Friday, September 14, 2012


In 1805, Captain William Eaton captured Derna, the second city of Libya, after Captain Stephen Decatur had sailed right into Tripoli harbor. Under Jefferson's  pressure against the Barbary powers (Algeria, Morocco and Tunis) the coalition, led by the pasha of Tripoli, crumbled.  For the first time the Americans had waged battle on a foreign shore.  Since then, the Americans have a long-standing dysfunctional relationship with the Arab world, culminating in the 9/11 tragedy which once and forever maybe mixed the good and the bad Muslim in the same cauldron. When I was ambassador to Egypt I experienced more good than bad but I could not fail to notice how literal adhesion to a mindset/religion stood more often than not in the way of a more factual, cool disagreement.  As soon as Islam appeared, the sheep became a wolf.

The killing of Ambassador J. Christopher Stevens in Benghazi is the first since Adolph Dubbs was killed in Afghanistan in 1979. This death is at the same time not different from that of the poor dislodged coalition soldiers who are killed in Afghanistan, where yet again foe and friend interlope. Tragedies exist by themselves. Strangely, they end up creating identical graves which remain mute, indifferent to both the ceremonial and the silence.

Most are familiar with the humanity of the slain envoy. Many Libyans appreciated his culture and professionalism. In this he is an example and symbol for what an ambassador should be.  He represented all that the forces of the obscure hate: enlightenment, analytical virtuosity, approachability. The attack is linked to an amateurish YouTube irresponsible brainchild of a still veiled madman, who by gratuitously spewing a grotesque representation of the prophet insulted millions of Muslims, endangering at the same time the lives of men and women in harm's way.  He is in reality almost Osama's pathetic miscarriage, in the opposite camp.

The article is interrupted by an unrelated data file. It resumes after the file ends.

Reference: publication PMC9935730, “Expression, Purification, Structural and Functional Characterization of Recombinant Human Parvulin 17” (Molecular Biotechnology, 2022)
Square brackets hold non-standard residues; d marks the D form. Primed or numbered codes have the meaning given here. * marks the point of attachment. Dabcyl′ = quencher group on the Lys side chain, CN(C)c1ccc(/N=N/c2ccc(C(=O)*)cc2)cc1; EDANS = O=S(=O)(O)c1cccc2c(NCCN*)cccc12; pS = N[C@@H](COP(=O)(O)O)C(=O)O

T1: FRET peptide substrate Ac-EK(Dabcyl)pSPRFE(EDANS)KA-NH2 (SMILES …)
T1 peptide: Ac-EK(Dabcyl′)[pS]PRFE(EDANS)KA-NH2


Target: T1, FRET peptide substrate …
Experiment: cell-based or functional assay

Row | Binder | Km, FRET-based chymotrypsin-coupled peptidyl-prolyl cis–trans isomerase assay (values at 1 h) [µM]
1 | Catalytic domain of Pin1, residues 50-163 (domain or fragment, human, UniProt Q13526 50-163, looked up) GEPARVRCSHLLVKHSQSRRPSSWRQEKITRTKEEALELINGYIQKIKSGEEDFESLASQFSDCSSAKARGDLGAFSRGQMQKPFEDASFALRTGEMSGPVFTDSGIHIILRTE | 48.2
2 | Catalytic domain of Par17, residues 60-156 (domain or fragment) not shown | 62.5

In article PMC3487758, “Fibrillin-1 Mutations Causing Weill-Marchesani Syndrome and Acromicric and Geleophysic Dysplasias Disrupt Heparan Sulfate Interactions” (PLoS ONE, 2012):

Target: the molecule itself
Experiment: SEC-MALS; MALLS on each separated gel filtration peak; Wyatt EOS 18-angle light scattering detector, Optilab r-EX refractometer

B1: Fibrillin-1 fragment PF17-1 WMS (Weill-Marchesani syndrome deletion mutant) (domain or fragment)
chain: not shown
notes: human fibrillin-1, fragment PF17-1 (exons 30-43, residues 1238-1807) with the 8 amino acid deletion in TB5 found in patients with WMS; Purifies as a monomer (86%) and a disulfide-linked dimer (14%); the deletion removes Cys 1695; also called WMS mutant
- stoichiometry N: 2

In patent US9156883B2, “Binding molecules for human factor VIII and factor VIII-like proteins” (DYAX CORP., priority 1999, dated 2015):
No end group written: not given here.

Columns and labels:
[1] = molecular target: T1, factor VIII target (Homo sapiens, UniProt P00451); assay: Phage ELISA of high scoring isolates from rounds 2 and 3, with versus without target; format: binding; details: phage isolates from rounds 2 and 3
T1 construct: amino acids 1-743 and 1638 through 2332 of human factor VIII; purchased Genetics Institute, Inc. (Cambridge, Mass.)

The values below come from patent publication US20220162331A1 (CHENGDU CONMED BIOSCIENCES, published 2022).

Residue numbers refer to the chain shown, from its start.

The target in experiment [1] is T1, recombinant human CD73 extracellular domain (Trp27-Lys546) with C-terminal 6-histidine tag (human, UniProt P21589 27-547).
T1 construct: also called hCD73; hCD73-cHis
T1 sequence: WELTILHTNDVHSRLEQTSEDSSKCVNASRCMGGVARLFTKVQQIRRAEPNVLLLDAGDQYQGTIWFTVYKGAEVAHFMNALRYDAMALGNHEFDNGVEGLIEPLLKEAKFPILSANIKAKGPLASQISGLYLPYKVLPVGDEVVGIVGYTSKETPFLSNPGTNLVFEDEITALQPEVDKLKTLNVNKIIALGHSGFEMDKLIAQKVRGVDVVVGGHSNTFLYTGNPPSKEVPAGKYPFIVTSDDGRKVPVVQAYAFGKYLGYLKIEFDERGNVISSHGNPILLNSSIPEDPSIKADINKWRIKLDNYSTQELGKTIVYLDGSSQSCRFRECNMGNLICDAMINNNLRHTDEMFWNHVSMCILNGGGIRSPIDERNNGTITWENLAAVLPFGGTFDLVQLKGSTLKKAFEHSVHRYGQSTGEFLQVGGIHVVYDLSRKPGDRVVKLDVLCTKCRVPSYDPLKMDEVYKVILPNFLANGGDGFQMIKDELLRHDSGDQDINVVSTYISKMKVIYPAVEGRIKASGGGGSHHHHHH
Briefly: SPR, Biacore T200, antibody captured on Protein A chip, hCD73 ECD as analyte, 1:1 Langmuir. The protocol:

Embassies burn, Americans run, others will follow. Besides, despite the fact that sorrow has no favourites, it has to be recognized that the the death of an envoy has specific consequences. We witness every day how the pillars of a classical world ordinance are under attack. Universal values, which were enshrined in the UN Charter and corroborated in trade, arms reduction, decolonisation, global efforts to deal with AIDS, climate change, rights of minorities and women, are under attack. Tradition expels progress, parochial attitudes undermine globalisation, human rights are becoming a la carte.  Equally, the diplomatic function is undermined by bureaucracy inside and by hatred for otherness outside. History is full of anecdotes about cultural collusion but behind the tension there remained respect.  After all, addressing an ambassador equals addressing the direct representative of a head of state. The universal discourse on that level has fallen prey to the hordes of crazy believers and actors, who at the same time often dispose of their norms and garments once they are in Paris, New York or Knightsbridge.

I do not intend to aggrandize the function of an envoy. After all, Voltaire said it so well: "L'histoire se nourrit aussi bien des temoignages des rois que de ceux de leurs valets de chambre."  Fact is that the "rational" is in retreat.  Islam, by the way, is not the only religion to blame.  Catholics have produced more dogmas and saints in the last century than Detroit produces cars. Still, the Vatican obeys the Vienna Convention, which the Muslim arsonists and killers never heard of, or would denigrate if they did. Muslim countries have often only one" patent", for the suicide vest.

The death in Benghazi is a tragedy. It is also another blow to a system, a step towards the "Somalization" of a region. We cannot ignore it, but we must be wary of becoming the unwilling accomplices thereof, looking the other way or thinking naively that this also will in Iraq,Yemen or Afghanistan? The Tunisian "match" immolated more than a human being, it set a region on fire. A vulgar movie is still less lethal than an unwarranted death, even if the consequences of that "snuff mishap" might surprise us, even more than they do at the moment.

The American envoy makes diplomats humble, but proud to be counted in his ranks. We mourn a man, we might as well mourn a way, a style, a gentleman's (or woman's)world which had better remain for the time being in an induced coma, for its own good.  Meanwhile, let's honour him by preparing for worse to come.

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